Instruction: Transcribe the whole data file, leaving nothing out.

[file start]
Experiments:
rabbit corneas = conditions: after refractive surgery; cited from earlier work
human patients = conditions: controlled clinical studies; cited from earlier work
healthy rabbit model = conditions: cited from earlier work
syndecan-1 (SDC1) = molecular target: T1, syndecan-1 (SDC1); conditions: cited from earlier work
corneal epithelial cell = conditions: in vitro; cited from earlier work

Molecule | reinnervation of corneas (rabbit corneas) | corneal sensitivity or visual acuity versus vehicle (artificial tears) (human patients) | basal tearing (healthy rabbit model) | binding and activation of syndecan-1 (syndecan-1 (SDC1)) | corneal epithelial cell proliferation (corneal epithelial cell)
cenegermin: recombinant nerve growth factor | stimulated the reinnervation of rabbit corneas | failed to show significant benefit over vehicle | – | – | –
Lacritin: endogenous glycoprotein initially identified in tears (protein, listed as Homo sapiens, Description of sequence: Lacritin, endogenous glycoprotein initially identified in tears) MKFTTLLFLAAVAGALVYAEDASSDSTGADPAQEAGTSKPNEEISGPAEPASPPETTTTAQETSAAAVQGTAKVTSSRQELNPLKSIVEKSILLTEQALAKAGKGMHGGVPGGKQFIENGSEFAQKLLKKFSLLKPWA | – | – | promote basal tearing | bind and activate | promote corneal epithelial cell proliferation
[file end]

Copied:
Experiments:
rabbit corneas = conditions: after refractive surgery; cited from earlier work
human patients = conditions: controlled clinical studies; cited from earlier work
healthy rabbit model = conditions: cited from earlier work
syndecan-1 (SDC1) = molecular target: T1, syndecan-1 (SDC1); conditions: cited from earlier work
corneal epithelial cell = conditions: in vitro; cited from earlier work

Molecule | reinnervation of corneas (rabbit corneas) | corneal sensitivity or visual acuity versus vehicle (artificial tears) (human patients) | basal tearing (healthy rabbit model) | binding and activation of syndecan-1 (syndecan-1 (SDC1)) | corneal epithelial cell proliferation (corneal epithelial cell)
cenegermin: recombinant nerve growth factor | stimulated the reinnervation of rabbit corneas | failed to show significant benefit over vehicle | – | – | –
Lacritin: endogenous glycoprotein initially identified in tears (protein, listed as Homo sapiens, Description of sequence: Lacritin, endogenous glycoprotein initially identified in tears) MKFTTLLFLAAVAGALVYAEDASSDSTGADPAQEAGTSKPNEEISGPAEPASPPETTTTAQETSAAAVQGTAKVTSSRQELNPLKSIVEKSILLTEQALAKAGKGMHGGVPGGKQFIENGSEFAQKLLKKFSLLKPWA | – | – | promote basal tearing | bind and activate | promote corneal epithelial cell proliferation